Andrew Sheets: And Vishy, you know we talked about treasuries and we talked about mortgages and I probably can't ask you about those markets without also asking about quantitative tightening. The fact that the Fed has been big buyers, both Treasuries and mortgage bonds, and the Fed is going to stop doing that and is going to let its holdings of those securities roll off. So how important is that to the outlook for these markets? And is that quantitative tightening already in the price?

Vishy Tirupattur: So two things on this. There is something called a stock effect and the flow effect. We think the stock effect component of the quantitative tightening, both in the context of treasuries and in the context of NBS, is mostly priced in. The flow effect will begin to manifest itself as the quantitative tightening actually begins to happen and we see this portfolio rebalancing channel to actually materialize. All that means is that the portfolio managers that had been underweight mortgages and overweight credit. We think that will change in favor of mortgages going from underweight towards neutral and credit going from overweight towards neutral.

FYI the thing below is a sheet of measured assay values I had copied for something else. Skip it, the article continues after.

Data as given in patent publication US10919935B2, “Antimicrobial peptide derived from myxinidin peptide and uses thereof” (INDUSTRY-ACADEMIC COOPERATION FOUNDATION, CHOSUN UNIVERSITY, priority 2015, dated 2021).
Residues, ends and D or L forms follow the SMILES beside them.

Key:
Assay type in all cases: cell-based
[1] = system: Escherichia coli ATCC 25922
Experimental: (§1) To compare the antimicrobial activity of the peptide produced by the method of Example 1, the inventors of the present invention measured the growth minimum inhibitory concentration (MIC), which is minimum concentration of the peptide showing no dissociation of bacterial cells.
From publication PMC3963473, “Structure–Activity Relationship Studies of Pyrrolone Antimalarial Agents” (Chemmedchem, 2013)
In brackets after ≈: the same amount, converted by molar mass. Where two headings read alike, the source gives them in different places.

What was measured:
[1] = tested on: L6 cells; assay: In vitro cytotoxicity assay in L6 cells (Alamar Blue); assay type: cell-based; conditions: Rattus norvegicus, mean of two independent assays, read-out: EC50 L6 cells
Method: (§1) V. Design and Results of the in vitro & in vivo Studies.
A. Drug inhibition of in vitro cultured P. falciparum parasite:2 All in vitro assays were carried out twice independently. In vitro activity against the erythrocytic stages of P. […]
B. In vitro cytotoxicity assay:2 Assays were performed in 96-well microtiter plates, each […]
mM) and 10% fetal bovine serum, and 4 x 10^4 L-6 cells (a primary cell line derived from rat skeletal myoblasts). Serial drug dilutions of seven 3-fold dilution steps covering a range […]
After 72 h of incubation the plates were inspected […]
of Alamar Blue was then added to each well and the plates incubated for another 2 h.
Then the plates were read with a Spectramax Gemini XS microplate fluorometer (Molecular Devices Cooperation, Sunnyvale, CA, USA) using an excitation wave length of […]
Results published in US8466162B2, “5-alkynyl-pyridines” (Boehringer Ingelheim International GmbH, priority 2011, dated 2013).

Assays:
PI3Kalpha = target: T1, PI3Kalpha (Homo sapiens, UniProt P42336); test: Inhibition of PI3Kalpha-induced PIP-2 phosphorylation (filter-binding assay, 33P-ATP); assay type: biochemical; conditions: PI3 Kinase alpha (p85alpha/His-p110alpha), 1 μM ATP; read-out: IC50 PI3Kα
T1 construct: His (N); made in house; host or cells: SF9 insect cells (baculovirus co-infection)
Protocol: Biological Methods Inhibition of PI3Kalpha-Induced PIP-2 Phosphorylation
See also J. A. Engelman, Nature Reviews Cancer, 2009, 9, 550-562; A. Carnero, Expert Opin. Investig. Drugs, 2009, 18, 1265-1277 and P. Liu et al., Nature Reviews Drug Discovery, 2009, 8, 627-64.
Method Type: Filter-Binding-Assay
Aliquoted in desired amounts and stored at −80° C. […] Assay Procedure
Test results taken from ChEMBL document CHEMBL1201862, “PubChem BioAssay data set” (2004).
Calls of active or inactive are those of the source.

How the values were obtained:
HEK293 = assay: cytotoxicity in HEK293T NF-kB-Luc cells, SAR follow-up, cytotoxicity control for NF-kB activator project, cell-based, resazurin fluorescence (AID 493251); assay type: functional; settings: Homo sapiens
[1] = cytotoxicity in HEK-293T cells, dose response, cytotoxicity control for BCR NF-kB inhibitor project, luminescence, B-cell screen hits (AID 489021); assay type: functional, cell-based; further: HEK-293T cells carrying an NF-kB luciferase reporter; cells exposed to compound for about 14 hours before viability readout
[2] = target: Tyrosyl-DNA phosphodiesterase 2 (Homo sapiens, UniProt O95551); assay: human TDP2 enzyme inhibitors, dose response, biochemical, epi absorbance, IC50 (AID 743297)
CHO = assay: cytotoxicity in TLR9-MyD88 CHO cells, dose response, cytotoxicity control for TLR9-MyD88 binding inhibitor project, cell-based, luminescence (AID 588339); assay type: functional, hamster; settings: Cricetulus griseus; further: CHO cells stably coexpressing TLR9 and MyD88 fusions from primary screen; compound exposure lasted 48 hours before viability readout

Andrew Sheets: So the last market I want to ask you about was the credit market, which is, I think, especially relevant given we've seen more market discussion of the risk to growth, the probability of a recession, the potential that defaults usually pick up during periods of weak economic growth. How do you see the outlook for corporate bonds fitting into this picture?